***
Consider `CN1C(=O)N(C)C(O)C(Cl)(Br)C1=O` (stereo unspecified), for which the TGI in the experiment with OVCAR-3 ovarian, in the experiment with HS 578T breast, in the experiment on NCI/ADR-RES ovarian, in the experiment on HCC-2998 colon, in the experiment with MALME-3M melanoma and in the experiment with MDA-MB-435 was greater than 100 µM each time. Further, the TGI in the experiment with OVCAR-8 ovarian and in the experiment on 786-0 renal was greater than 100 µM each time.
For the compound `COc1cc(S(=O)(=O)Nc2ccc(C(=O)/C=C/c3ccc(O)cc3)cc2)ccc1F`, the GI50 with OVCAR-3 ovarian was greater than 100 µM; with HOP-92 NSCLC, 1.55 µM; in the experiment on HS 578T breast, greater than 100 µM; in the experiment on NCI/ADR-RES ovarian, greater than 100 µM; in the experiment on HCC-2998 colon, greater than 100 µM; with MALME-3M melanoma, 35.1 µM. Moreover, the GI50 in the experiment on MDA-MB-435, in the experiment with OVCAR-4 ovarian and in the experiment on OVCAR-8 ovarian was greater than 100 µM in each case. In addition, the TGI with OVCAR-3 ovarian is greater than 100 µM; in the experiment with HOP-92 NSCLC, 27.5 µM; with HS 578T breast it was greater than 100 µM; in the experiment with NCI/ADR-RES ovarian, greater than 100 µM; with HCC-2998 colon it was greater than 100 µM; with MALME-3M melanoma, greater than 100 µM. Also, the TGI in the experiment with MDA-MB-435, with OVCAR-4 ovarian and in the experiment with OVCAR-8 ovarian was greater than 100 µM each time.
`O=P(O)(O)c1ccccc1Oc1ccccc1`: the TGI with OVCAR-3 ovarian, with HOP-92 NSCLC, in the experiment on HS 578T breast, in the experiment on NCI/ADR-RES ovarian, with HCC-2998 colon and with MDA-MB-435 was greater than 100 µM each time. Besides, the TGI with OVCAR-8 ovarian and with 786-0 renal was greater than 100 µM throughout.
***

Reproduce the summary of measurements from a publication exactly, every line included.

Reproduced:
Consider `CN1C(=O)N(C)C(O)C(Cl)(Br)C1=O` (stereo unspecified), for which the TGI in the experiment with OVCAR-3 ovarian, in the experiment with HS 578T breast, in the experiment on NCI/ADR-RES ovarian, in the experiment on HCC-2998 colon, in the experiment with MALME-3M melanoma and in the experiment with MDA-MB-435 was greater than 100 µM each time. Further, the TGI in the experiment with OVCAR-8 ovarian and in the experiment on 786-0 renal was greater than 100 µM each time.
For the compound `COc1cc(S(=O)(=O)Nc2ccc(C(=O)/C=C/c3ccc(O)cc3)cc2)ccc1F`, the GI50 with OVCAR-3 ovarian was greater than 100 µM; with HOP-92 NSCLC, 1.55 µM; in the experiment on HS 578T breast, greater than 100 µM; in the experiment on NCI/ADR-RES ovarian, greater than 100 µM; in the experiment on HCC-2998 colon, greater than 100 µM; with MALME-3M melanoma, 35.1 µM. Moreover, the GI50 in the experiment on MDA-MB-435, in the experiment with OVCAR-4 ovarian and in the experiment on OVCAR-8 ovarian was greater than 100 µM in each case. In addition, the TGI with OVCAR-3 ovarian is greater than 100 µM; in the experiment with HOP-92 NSCLC, 27.5 µM; with HS 578T breast it was greater than 100 µM; in the experiment with NCI/ADR-RES ovarian, greater than 100 µM; with HCC-2998 colon it was greater than 100 µM; with MALME-3M melanoma, greater than 100 µM. Also, the TGI in the experiment with MDA-MB-435, with OVCAR-4 ovarian and in the experiment with OVCAR-8 ovarian was greater than 100 µM each time.
`O=P(O)(O)c1ccccc1Oc1ccccc1`: the TGI with OVCAR-3 ovarian, with HOP-92 NSCLC, in the experiment on HS 578T breast, in the experiment on NCI/ADR-RES ovarian, with HCC-2998 colon and with MDA-MB-435 was greater than 100 µM each time. Besides, the TGI with OVCAR-8 ovarian and with 786-0 renal was greater than 100 µM throughout.